We can all experience loneliness at different stages of our life, but as we grow older, it can become more likely. This is truer still if we experience serious illness, become a carer or are bereaved.

The Compassionate Neighbours project at Trinity matches local people to tackle loneliness and the social isolation that many people face when nearing the end of life due to age or illness.

Amanda was trained by Trinity as a Compassionate Neighbour in early 2023 and started visiting Kathy in March. As part of Loneliness Awareness Week, our Community Engagement Officer, Patrick, spoke with them to get their thoughts on their relationship so far and the difference it has made.

2 women standing next to each other smiling

Kathy: “I just find that it is nice that someone cares outside the family, that is a big thing for me. That you take the time to come and visit me means a lot, I feel very lucky to have Amanda come and visit me. It’s been absolutely brilliant, and I always look forward to our meetings. I hope the scheme takes off so others can enjoy it as much as me.”

Kathy also expressed how she found it surprising that people such as Amanda would give their time to help others, and how nice that was. “Like I say a lot of people have their own lives, do not really have time for other people, and I think it is lovely, that Amanda takes the time out of her life, with her little family, to visit someone who is unwell, and we have a laugh. I feel like I could say anything."

Kathy and Amanda connected over areas of shared interest that were occasionally surprising, such as Kathy going raving at 56, which inspired Amanda to find opportunities to go out dancing.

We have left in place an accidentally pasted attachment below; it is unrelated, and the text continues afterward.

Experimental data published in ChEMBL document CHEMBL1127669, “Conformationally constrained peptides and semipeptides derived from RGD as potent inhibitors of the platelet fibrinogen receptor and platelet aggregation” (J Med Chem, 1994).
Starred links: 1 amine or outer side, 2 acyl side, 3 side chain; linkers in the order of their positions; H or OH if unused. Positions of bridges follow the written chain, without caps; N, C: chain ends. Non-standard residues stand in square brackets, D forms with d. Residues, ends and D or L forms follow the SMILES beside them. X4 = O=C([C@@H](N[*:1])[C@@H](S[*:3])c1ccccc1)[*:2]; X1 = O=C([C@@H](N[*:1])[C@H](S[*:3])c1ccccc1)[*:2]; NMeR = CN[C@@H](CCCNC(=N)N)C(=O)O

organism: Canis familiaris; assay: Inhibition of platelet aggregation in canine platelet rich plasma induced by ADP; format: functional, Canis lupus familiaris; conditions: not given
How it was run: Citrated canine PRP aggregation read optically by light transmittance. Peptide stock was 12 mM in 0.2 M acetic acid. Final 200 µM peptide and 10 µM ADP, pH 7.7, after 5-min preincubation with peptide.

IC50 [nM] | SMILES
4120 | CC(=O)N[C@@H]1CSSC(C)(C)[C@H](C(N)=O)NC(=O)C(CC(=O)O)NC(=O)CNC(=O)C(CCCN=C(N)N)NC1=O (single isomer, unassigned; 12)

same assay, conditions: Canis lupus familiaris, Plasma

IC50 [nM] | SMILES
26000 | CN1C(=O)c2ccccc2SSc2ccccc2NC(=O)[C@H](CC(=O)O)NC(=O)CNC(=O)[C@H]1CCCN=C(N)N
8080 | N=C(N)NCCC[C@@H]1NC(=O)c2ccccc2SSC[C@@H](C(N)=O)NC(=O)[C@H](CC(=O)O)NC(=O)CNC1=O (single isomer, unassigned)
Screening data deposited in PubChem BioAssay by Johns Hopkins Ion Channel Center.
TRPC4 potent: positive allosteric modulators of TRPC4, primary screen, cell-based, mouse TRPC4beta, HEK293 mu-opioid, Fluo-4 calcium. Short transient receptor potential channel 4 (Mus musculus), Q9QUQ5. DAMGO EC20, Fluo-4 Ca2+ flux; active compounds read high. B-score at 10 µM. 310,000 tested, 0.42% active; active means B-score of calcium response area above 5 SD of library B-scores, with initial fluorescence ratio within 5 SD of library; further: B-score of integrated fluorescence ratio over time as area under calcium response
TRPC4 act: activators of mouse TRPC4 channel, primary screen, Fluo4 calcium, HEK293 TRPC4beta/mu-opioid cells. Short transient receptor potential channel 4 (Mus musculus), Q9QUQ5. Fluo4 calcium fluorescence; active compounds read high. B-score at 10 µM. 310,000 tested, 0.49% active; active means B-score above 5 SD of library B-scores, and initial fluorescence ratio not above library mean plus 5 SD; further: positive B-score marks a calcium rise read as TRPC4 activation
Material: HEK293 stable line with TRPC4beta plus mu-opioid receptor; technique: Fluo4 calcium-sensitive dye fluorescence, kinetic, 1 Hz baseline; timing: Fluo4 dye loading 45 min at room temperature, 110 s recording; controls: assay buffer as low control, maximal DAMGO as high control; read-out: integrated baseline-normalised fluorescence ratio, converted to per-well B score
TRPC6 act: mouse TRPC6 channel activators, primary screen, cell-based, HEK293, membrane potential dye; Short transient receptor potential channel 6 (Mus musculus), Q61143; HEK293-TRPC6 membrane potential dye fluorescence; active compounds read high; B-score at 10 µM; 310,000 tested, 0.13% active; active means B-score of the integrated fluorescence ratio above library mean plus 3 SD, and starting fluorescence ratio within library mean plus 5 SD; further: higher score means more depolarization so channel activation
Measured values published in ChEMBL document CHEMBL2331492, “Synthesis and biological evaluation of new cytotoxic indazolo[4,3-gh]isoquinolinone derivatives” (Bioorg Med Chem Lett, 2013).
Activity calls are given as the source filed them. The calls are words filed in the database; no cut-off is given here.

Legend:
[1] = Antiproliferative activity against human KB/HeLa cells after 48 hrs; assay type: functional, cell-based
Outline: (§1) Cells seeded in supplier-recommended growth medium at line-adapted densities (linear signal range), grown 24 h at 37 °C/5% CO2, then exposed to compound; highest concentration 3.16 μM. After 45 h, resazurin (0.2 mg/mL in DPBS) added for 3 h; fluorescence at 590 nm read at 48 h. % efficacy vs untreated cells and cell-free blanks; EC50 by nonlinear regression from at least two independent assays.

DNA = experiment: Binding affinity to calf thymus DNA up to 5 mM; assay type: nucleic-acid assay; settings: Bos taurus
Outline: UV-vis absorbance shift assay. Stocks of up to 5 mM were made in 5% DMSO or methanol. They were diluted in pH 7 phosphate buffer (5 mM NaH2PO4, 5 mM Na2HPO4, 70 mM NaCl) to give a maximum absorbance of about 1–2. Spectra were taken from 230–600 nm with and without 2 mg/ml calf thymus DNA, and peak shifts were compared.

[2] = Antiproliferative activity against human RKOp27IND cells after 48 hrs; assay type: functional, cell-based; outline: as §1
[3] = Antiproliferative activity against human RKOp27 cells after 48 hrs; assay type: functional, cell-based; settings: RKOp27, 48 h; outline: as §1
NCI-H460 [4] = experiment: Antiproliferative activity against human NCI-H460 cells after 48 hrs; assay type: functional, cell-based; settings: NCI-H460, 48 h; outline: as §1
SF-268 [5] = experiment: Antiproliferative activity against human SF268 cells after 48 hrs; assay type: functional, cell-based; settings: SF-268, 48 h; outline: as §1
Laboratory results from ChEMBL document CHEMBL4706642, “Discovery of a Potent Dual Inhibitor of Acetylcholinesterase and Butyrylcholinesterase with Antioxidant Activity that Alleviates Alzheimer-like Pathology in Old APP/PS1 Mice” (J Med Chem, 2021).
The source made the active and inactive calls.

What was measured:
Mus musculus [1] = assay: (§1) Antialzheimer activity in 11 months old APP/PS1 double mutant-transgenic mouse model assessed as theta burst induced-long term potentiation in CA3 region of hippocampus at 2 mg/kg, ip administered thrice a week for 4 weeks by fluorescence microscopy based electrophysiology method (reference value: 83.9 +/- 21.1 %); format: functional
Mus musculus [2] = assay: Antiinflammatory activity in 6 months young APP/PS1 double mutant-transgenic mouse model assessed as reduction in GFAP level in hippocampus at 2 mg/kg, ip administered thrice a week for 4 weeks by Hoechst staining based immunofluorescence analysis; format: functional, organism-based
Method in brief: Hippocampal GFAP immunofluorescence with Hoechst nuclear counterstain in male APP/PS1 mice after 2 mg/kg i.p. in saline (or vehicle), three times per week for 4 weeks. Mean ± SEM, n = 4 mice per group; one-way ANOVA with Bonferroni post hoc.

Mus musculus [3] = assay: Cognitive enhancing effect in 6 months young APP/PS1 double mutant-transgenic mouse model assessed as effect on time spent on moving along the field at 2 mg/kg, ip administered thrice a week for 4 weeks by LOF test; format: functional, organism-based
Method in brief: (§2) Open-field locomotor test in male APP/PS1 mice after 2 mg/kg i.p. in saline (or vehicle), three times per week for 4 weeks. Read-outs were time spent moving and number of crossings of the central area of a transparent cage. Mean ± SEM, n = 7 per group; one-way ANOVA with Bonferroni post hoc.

Amanda talked about how spending time with Kathy had developed so quickly into something that felt natural:

“It is a lot more natural and organic than I thought it would be. I was nervous in case Kathy didn’t like me or in case I didn’t have anything to say… Though we’ve got plenty to talk about, and the time goes so quickly."

Since Compassionate Neighbours launched at Trinity, we have trained over 30 people, and have 13 neighbours matched with community members.

Our compassionate neighbours are dedicated people with an inherent desire to help others. Many have expressed how through becoming a compassionate neighbour they also get a lot from it themselves, finding renewed confidence and resilience through getting to know new people outside of their usual connections.

We are excited to see how Compassionate Neighbours will continue to grow and develop. The project is just one example of how rewarding it can be to find connections with others in life and that this has an impact in alleviating loneliness. The pathways to confront loneliness can often be challenging and complex, but through building social connections, even just with one other person, we can make a real impact.

Learn more about compassionate neighbours Apply to become a Compassionate neighbour volunteer